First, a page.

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Amherst fixture Bill Kindel, 84, is relocating – to Israel

A month shy of turning 85, William L. Kindel has "a new adventure" planned.

But for the first time in his 50-plus years in politics, this one will not involve Amherst.

He's moving to Israel.

For five decades, Kindel has been a fixture in town politics, including stints as town Republican committee chairman and Planning Board member and five four-year terms as a town councilman. He estimates he attended more than 500 Town Board meetings as a board member. Currently, he is chairman of the Amherst Conservative Party, with his term ending in September.

"Amherst grew and grew, and I grew with it," Kindel said.

But now it's time to leave, he said.

He's put up for sale his Arlington Road home of 52 years.

His days in politics will soon be over.

Will he miss it?

"I already do," he said.

In coming weeks, he and his wife, Maureen, will travel to an area just outside Jerusalem for a grandchild's wedding. They plan to return to Amherst for a short while, and then head back to Israel for good, probably in September. Kindel's grown daughter and her family have lived in Israel for years, and she bought a place there for the Kindels to live.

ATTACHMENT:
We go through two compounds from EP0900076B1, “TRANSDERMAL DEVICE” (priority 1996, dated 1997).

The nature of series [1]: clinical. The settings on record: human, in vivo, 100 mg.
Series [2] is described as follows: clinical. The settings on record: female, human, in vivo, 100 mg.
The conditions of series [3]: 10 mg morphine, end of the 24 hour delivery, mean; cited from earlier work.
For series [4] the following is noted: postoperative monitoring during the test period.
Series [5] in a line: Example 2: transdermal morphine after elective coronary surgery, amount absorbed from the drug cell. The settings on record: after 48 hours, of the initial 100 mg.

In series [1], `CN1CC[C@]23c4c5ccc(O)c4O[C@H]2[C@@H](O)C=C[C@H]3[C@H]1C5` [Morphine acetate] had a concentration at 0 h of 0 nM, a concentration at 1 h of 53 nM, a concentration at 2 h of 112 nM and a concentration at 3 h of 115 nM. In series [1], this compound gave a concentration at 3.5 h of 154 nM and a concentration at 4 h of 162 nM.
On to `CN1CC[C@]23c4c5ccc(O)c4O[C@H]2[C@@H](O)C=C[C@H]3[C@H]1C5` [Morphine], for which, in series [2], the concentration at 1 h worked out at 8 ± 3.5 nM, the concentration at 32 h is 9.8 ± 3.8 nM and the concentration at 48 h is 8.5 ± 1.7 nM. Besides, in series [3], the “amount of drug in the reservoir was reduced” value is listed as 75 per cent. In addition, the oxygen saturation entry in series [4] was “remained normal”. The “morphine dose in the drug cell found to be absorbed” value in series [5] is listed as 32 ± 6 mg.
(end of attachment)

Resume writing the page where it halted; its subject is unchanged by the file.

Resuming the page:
Bill Kindel: a half century of Amherst politics runs through his veins

Kindel held political office during a time when town officials seemed only too happy to rezone vacant land so the properties could become housing developments, office parks and strip malls. He supported many of those projects. In 1998, for example, he voted for 78 percent of the rezoning applications that came before the Town Board, the highest percentage on the board.

He also angered developers at times. He said he tried to find the right balance and wasn't an automatic vote for development. He liked the jobs that came with what he called the right developments.

"You can't live in a cocoon isolated from the world," he said.

But he also belonged to the Sierra Club and could side with homeowner groups worried about their neighborhoods.

He angered unions, like when he supported a privatization study for the town's compost facility.

And he sought - and won - political office without seeking the Amherst Republican Committee's endorsement for re-election.

Kindel, an outspoken board member who lost re-election in 2007, would like his legacy to be one of saving green space, pioneering the town's  composting and recycling efforts and supporting public safety.

"I feel good about my contributions. A lot of people made a lot of contributions. So much of the area did turn out well," he said.

"It's going to be hard to say goodbye," he said.

He calls his move to Israel a "new adventure."

Maureen Kindel said she and her husband are looking foward to the move.

"We're both over 80 going on 60," she said.

The Kindels have become familiar with parts of Israel through their visits there over the years.

"It's a beautiful country," he said.

As a Catholic and a history buff, he looks forward to learning more about its religious past.

He's also a bit nervous about such a big move.

"It's like jumping off a diving board," Kindel said. "It's all so different. But you don't get many chances at diving in."

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